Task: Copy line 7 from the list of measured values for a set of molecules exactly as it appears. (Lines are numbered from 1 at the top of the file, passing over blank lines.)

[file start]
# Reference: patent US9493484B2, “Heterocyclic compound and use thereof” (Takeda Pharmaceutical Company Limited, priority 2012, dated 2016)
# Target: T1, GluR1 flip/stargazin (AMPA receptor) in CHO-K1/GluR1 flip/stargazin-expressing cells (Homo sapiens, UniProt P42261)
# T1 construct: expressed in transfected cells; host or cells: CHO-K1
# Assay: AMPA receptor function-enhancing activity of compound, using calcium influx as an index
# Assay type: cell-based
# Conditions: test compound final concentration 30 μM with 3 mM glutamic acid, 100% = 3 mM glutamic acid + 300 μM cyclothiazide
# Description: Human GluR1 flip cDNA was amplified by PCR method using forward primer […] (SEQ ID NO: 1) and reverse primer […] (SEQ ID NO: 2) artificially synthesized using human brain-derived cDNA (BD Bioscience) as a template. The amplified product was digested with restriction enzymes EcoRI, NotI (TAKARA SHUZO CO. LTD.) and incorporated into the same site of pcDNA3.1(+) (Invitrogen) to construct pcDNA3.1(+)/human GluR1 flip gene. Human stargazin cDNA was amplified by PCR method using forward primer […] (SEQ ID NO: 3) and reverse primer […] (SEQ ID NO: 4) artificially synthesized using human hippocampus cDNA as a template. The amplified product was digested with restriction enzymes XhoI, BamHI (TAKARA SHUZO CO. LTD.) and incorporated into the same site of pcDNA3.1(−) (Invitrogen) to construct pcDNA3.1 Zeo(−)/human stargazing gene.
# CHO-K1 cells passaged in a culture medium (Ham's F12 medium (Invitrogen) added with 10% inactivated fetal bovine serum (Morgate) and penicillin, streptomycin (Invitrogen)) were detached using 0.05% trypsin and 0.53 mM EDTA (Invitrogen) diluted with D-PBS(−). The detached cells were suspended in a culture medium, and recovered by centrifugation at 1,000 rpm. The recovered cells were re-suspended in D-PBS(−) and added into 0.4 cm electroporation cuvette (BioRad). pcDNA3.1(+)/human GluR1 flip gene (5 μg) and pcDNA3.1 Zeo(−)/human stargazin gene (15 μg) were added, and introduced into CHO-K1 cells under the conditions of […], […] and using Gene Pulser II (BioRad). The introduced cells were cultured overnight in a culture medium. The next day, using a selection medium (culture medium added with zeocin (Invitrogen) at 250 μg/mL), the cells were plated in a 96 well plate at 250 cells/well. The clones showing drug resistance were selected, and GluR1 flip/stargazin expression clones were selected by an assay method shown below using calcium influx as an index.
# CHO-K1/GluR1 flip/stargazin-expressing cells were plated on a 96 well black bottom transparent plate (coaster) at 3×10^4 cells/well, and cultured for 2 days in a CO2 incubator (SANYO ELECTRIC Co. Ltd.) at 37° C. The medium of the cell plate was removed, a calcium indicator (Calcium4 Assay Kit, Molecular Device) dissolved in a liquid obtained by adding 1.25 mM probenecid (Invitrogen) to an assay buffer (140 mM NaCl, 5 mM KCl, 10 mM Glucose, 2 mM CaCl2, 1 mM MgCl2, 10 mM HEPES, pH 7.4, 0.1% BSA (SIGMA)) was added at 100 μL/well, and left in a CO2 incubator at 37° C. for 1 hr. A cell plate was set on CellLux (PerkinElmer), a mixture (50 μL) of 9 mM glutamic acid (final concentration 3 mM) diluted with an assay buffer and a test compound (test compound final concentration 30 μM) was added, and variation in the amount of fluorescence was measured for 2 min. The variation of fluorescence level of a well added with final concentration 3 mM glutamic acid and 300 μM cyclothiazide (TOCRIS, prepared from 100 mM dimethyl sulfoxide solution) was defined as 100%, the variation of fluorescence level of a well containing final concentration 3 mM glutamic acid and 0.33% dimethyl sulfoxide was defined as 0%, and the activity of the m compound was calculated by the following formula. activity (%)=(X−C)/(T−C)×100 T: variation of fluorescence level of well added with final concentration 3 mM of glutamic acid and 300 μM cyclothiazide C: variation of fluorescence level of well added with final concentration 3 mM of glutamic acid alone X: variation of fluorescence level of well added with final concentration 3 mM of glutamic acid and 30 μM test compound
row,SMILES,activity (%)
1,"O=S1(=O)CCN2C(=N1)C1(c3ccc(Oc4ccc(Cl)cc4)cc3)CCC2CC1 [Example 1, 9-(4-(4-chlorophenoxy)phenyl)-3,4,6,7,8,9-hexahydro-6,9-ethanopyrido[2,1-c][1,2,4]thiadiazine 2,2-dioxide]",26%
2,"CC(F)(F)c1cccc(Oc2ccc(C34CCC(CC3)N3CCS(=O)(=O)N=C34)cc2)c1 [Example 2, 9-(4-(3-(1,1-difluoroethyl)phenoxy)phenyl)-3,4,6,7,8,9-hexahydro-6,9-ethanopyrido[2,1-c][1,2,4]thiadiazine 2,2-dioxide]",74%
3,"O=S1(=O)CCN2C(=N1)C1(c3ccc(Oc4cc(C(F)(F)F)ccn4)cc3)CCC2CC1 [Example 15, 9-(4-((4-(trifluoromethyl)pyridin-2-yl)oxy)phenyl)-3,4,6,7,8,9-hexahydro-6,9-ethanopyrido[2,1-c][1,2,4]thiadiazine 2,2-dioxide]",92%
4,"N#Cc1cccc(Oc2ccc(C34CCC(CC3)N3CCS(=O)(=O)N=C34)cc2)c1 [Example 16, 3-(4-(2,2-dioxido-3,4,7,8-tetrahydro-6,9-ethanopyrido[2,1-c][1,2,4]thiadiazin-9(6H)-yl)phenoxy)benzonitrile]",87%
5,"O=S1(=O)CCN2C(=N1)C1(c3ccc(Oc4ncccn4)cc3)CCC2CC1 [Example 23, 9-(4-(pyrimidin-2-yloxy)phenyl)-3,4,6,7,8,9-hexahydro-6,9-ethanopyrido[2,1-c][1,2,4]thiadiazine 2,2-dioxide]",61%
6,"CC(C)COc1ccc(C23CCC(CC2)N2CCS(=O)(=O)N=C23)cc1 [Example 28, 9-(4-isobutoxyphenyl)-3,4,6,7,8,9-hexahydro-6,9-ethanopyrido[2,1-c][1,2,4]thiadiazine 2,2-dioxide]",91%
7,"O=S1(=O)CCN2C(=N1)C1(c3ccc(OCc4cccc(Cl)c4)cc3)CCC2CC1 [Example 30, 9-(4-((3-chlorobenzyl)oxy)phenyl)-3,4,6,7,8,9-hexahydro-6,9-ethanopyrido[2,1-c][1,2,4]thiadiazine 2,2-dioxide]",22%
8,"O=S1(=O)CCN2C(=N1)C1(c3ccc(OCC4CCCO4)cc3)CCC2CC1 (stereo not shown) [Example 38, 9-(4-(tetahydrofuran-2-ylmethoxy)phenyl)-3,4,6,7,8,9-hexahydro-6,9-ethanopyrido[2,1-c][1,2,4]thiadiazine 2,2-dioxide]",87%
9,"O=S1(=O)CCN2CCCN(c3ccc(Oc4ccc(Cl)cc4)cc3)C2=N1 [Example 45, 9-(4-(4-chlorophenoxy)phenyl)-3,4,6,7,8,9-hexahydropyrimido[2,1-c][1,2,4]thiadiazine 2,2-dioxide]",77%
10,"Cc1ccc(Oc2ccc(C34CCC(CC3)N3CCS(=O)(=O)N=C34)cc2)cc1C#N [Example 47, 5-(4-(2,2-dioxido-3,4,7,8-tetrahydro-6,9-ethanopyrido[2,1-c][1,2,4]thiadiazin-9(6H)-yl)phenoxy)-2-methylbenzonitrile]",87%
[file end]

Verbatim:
# Description: Human GluR1 flip cDNA was amplified by PCR method using forward primer […] (SEQ ID NO: 1) and reverse primer […] (SEQ ID NO: 2) artificially synthesized using human brain-derived cDNA (BD Bioscience) as a template. The amplified product was digested with restriction enzymes EcoRI, NotI (TAKARA SHUZO CO. LTD.) and incorporated into the same site of pcDNA3.1(+) (Invitrogen) to construct pcDNA3.1(+)/human GluR1 flip gene. Human stargazin cDNA was amplified by PCR method using forward primer […] (SEQ ID NO: 3) and reverse primer […] (SEQ ID NO: 4) artificially synthesized using human hippocampus cDNA as a template. The amplified product was digested with restriction enzymes XhoI, BamHI (TAKARA SHUZO CO. LTD.) and incorporated into the same site of pcDNA3.1(−) (Invitrogen) to construct pcDNA3.1 Zeo(−)/human stargazing gene.